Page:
In my opinion, however, ACM will
not achieve its goal of supporting a
computing profession and its practitioners without a concerted effort to
bring practitioners into ACM leadership positions and give them more
professional recognitions. IEEE-CS
has been more successful with this
Individual members further their professional development by using the
services and support structures of ACM
and IEEE-CS, and by improving their
own personal practices in their professional relations with clients. I have
aimed the 64 The Profession of IT columns published since 2001 to support
the latter. These columns have examined various aspects of the profession
including the nature of the profession,
education for professionals, innovation, language-action, the Internet,
software, moods, jobs, and time management. You can find them on my
website.b Please contact me with your
questions or issues that I can address
in future columns.
Computing has come a long way in
the 70 years since its founders’ first inklings that computing would become
a pervasive professional concern. ACM
has developed an impressive array of
offers in publications, a digital library,
conferences, chapters, support for
professional education, support for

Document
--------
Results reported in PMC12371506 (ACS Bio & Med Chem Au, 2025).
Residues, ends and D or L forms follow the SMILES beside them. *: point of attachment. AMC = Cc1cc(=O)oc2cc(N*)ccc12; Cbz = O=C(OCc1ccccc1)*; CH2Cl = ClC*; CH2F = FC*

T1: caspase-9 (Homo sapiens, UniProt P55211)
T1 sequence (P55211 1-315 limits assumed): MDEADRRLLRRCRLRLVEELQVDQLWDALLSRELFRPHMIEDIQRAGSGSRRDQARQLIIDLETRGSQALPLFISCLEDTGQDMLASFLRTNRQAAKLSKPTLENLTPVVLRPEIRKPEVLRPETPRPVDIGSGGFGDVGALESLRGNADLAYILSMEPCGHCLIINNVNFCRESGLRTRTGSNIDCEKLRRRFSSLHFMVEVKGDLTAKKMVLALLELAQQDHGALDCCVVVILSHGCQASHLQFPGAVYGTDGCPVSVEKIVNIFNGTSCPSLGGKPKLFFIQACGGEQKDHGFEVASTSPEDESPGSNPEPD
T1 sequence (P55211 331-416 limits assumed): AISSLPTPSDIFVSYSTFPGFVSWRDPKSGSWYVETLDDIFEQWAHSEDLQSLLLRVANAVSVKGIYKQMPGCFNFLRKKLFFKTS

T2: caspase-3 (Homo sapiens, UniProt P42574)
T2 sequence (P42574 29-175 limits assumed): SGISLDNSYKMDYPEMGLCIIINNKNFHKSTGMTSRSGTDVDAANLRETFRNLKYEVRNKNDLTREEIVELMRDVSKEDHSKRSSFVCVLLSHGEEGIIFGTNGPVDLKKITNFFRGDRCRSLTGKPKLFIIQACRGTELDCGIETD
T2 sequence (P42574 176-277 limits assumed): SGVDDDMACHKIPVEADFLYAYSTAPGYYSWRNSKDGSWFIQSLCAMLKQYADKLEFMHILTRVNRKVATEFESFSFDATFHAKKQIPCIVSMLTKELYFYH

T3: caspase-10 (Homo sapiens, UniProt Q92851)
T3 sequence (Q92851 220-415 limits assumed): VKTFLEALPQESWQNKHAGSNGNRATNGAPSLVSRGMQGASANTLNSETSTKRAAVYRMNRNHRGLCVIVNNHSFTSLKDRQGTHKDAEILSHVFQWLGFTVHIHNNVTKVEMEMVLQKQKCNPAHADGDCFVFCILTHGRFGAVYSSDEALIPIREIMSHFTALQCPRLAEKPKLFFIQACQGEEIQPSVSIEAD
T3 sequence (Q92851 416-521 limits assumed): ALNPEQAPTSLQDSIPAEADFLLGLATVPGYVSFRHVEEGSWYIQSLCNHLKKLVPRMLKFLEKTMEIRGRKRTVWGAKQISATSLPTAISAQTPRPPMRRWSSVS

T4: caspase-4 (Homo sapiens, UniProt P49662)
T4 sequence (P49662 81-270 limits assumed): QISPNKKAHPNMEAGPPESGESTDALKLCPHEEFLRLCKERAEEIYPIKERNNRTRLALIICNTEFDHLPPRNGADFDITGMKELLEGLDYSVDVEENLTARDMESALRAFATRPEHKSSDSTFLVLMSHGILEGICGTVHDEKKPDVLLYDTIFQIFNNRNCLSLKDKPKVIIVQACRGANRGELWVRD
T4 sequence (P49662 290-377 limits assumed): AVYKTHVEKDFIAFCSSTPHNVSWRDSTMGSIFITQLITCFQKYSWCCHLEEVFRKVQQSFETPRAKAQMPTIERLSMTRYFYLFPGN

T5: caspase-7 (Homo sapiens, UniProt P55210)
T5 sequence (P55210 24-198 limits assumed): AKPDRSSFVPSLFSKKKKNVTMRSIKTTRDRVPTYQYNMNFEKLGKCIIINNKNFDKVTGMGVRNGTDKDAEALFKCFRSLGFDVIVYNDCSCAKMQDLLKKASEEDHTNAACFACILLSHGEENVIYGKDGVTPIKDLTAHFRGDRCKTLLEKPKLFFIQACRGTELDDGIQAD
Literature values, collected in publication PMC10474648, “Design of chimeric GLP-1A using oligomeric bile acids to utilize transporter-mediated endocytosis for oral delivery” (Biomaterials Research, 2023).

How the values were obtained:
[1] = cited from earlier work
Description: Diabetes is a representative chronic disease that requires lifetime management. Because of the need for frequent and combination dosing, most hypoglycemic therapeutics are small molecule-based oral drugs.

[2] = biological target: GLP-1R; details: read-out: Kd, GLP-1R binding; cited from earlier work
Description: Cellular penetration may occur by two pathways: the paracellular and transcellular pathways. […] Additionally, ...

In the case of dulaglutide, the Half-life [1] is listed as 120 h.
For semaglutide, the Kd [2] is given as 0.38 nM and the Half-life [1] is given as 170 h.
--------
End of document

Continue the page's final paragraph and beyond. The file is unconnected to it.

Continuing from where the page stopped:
practitioners, and awards. Its biggest
challenge is integrating its academic-research and practitioner sectors. I expect significant progress on this challenge in the next decade.
1. Denning, P. J. Who are we? Commun. ACM 44, 2 (Feb.
2. Denning, P. J. and Frailey, D. J. Who are we—now?
Commun. ACM 54, 6 (June 2011), 25–27.
3. Ford, G. and Gibbs, N. A Mature Profession of
Software Engineering. Software Engineering Institute,
Carnegie-Mellon University (1996); http://www.sei.
Peter J. Denning ( email@example.com) is Distinguished
Professor of Computer Science and Director of the
Cebrowski Institute for information innovation at
the Naval Postgraduate School in Monterey, CA, USA,
is Editor of ACM Ubiquity, and is a past president of ACM.
The author’s views expressed here are not necessarily
those of his employer or the U.S. federal government.
Copyright held by author.
tational sciences, such as computational physics, computational chemistry,
or computational biology, where professional groups were being organized
independent of ACM or IEEE. At the
time, computer scientists were not very
open to reaching out to other fields and
helping them meet their own needs in
computing. Over the years, ACM has
embraced this challenge and has become much better at reaching out to
other fields. ACM has settled into a role
as a “curator of the flame,” providing
the definitions, bodies of knowledge,
and standards of practice for computing wherever it appears.
One of the consequences of the
spread of computing into everyone’s
lives is that the public mood has been
shifting to the notion that essential
knowledge to support education and
advancement of the profession should
be free to the public. The ACM Digital
Library, which has been feeling the pressure of this mood for several years, now
supports open access to research papers
for which the authors have paid an up-front open access fee. The library itself is
available to more practicing professionals because ACM grants access through
licenses to organizations. These changes have reduced revenues for digital